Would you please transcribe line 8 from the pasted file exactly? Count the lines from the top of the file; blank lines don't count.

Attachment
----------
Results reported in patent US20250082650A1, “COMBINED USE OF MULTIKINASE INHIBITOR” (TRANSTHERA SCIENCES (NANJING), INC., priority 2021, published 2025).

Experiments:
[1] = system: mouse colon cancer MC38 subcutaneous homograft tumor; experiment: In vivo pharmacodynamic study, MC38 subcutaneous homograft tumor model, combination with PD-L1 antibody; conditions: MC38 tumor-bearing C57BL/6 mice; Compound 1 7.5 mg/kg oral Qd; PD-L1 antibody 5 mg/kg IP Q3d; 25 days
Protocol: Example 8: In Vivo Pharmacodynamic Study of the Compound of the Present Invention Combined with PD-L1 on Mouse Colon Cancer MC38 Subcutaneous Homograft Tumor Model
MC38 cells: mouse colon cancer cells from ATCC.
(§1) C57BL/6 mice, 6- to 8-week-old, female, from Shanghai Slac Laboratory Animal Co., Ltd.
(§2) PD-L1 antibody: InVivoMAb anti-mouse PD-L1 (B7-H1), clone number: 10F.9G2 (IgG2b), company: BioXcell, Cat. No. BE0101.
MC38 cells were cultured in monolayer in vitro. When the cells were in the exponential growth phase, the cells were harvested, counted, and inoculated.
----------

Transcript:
MC38 cells were cultured in monolayer in vitro. When the cells were in the exponential growth phase, the cells were harvested, counted, and inoculated.